• Made for calm waters – Pontoon boats are typically made for calmer waters such as rivers and lakes, and are made with an open flat surface for people to leisure in. If an instance comes where you are faced with heavy waters, the pontoon boat leaves lack of protection.
  • Designed to glide – These boats are designed to glide on water, so in a situation where you happen to encounter horrific waves, there would be an unlikely chance the pontoon boat would survive (you would not want to be in a situation where your boat flips over).
  • Slow – Unless you’ve paid an extensive amount of money for your pontoon boat, it is rare you will find a speedy vessel. This is fine if used for its purpose, but if out in the ocean and you need to make your getaway before the storm hits, there is a risk with safety.
Can Pontoon Boats Go In The ocean? (Is It Safe?)

Safety Measures

Now we’ve passed all the negatives, there is some light after the storm. There will always be risks to using your pontoon boat outside of its purpose, however there are safety measures you can put in place in order to use this boat in the ocean.


Before considering taking it out into the open sea, it is very important to first look into the warranty of the boat. If anything happens to the boat whilst out in the ocean, such as corrosion from saltwater, you have to be reassured that you are protected.

Keep Close To Shore

If you do decide to take your pontoon boat out into the ocean, it would be better to watch your distance from the shore. The closer to the shore you are, the safer. This decreases the risk of exposure to storms/waves.

Invest In The Right Pontoon Boat

Saltwater is one of the biggest factors, so if you’re thinking about sailing your boat out to sea look into saltwater resistant pontoon boats.
There are many features of the boat which make them suitable for saltwater, including:

  • An aluminum base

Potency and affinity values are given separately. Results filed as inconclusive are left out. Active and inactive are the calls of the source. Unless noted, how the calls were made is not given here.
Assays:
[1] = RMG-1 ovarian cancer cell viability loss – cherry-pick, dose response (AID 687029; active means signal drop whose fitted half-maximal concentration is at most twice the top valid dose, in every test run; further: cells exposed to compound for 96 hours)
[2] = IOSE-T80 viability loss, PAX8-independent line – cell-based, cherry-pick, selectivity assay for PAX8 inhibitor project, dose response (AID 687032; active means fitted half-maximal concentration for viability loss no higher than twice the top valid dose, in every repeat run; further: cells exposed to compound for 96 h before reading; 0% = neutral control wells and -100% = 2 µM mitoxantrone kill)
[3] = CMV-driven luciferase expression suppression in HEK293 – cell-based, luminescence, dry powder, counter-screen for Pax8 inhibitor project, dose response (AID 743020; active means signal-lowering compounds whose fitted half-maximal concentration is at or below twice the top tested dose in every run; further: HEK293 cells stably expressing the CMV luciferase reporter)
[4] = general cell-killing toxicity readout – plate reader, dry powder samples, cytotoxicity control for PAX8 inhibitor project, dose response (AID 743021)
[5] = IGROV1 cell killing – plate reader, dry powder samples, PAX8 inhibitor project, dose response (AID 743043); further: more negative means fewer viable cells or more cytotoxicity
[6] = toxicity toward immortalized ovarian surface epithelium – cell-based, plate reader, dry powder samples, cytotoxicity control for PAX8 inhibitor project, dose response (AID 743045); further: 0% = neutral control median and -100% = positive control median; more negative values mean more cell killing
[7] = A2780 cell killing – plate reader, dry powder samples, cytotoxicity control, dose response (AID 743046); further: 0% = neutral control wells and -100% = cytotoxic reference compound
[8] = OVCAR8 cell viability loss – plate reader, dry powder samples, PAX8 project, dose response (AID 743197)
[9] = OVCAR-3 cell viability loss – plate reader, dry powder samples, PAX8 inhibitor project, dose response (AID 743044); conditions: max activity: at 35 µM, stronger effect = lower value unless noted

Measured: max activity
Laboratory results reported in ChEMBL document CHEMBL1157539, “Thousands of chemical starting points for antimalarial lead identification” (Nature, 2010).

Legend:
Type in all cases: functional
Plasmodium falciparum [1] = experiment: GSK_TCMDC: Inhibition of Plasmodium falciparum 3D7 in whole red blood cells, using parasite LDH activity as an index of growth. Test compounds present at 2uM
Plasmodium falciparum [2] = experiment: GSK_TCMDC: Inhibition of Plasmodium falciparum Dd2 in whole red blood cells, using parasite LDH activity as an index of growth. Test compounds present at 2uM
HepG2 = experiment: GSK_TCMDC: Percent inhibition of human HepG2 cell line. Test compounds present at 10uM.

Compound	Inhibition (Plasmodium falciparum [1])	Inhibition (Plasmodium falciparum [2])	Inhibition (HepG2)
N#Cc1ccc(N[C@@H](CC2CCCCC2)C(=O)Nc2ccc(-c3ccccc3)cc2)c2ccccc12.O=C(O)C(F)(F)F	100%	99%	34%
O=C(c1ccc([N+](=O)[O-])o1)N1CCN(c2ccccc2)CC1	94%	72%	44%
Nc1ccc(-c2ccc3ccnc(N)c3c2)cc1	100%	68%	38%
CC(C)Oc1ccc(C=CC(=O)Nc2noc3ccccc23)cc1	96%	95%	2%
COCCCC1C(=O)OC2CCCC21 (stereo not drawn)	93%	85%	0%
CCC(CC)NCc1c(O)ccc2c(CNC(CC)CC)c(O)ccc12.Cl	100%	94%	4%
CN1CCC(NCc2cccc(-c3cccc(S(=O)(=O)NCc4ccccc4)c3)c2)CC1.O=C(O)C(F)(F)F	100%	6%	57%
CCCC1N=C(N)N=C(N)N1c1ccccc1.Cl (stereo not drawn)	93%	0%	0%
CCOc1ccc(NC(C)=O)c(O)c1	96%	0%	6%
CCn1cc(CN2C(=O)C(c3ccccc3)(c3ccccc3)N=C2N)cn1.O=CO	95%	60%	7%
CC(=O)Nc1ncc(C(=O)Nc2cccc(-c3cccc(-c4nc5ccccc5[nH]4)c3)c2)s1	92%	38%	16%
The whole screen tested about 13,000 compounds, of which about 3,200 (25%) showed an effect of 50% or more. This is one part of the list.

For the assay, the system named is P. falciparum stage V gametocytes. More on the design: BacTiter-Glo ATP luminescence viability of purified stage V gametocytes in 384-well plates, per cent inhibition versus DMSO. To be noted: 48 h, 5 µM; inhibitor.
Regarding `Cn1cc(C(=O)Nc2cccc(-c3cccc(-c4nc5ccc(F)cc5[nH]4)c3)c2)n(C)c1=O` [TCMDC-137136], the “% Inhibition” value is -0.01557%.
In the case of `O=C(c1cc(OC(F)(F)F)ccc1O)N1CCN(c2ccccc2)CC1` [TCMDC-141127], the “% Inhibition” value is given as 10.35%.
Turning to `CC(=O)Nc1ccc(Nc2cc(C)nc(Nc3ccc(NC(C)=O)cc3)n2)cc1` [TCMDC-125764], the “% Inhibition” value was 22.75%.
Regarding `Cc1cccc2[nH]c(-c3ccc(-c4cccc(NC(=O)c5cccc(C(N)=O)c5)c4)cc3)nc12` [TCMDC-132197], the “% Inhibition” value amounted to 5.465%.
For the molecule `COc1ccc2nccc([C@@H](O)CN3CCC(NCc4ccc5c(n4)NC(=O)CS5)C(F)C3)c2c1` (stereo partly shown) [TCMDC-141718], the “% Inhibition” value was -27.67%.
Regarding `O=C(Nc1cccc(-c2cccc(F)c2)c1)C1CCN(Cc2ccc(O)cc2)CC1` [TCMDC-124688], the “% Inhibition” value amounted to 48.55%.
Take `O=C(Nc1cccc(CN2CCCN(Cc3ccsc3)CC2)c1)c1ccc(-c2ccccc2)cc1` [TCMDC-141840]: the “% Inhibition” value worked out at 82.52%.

• Bolted down decks
  • Larger boat length
  • Powerful engine

Maintaining Your Weight Load

When out in open water, make sure to maintain an even weight load in the boat. It may not be the best decision to overload your pontoon boat as centre of gravity is everything.

The weight of the boat includes extra cargo, any add-ons, and even passengers. This is important particularly if having to handle heavy waters.

Know How To Drive

Know the best way to drive your vessel if in contact with rough waters. The best solution would be to turn around and head back to shore, but if you want to try to drive away from the forceful water remember to:

  • Take your turns wide
  • Don’t force yourself into upcoming wind
  • Do not slow down


As the owner of the boat, it is your duty to ensure the safety of the vessel, the passengers, and to understand the risks of taking it out into certain waters. To take a pontoon boat out into the ocean is a risk for many reasons discussed.

It is not designed to be taken out into open water but designed for leisure purposes such as going fishing or for sunbathing on. As well as this its size also raises issue. Boats are essentially designed to be larger for open water due to the mere power of the ocean.

A large boat is strong enough to withhold the bumps and waves of the sea, however with a pontoon boat there are higher risks of it capsizing, especially when face to face with potential large waves.

The vessel too does not fit the design criteria – its flat surface means higher chances for potential flooding.

But we have also discovered that there are ways around these negatives.

It is all dependent on your own initiative. Research the best saltwater resistant pontoon boats to take out into the ocean, know how much weight you are carrying and take note of how safe that weight load is, invest in tools which will help protect your boat.

So, overall, can pontoon boats go in the ocean? Yes, they can. Is it safe? Once precautions are met, it can be. As long as these precautions are met there is nobody to tell you no to sailing your pontoon into the ocean.

The easiest way to guarantee a safer journey is to invest in a safer and more reliable model – by doing so you will be able to take your pontoon out and stay responsible when doing so.

Lucas Jones